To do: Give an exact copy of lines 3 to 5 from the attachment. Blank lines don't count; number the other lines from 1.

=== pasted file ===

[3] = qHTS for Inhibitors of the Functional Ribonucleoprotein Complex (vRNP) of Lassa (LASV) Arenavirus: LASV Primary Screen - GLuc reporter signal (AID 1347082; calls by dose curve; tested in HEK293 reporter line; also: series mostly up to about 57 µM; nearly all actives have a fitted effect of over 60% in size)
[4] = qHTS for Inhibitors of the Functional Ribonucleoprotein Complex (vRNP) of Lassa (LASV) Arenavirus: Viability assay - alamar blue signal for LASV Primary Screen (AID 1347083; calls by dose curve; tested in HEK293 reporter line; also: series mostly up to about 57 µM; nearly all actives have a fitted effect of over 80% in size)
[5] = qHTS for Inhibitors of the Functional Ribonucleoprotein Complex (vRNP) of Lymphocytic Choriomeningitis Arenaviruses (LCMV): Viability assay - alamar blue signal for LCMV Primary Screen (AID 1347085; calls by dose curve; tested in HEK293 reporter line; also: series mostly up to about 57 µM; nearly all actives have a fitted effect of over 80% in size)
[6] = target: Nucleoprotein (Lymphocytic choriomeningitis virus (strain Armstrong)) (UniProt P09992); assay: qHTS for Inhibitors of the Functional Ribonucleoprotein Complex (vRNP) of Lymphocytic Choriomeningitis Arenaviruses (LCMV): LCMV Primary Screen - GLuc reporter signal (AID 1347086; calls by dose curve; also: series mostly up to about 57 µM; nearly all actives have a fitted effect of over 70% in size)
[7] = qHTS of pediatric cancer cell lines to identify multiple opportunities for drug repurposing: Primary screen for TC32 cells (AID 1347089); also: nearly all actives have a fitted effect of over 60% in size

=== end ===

[5] = qHTS for Inhibitors of the Functional Ribonucleoprotein Complex (vRNP) of Lymphocytic Choriomeningitis Arenaviruses (LCMV): Viability assay - alamar blue signal for LCMV Primary Screen (AID 1347085; calls by dose curve; tested in HEK293 reporter line; also: series mostly up to about 57 µM; nearly all actives have a fitted effect of over 80% in size)
[6] = target: Nucleoprotein (Lymphocytic choriomeningitis virus (strain Armstrong)) (UniProt P09992); assay: qHTS for Inhibitors of the Functional Ribonucleoprotein Complex (vRNP) of Lymphocytic Choriomeningitis Arenaviruses (LCMV): LCMV Primary Screen - GLuc reporter signal (AID 1347086; calls by dose curve; also: series mostly up to about 57 µM; nearly all actives have a fitted effect of over 70% in size)
[7] = qHTS of pediatric cancer cell lines to identify multiple opportunities for drug repurposing: Primary screen for TC32 cells (AID 1347089); also: nearly all actives have a fitted effect of over 60% in size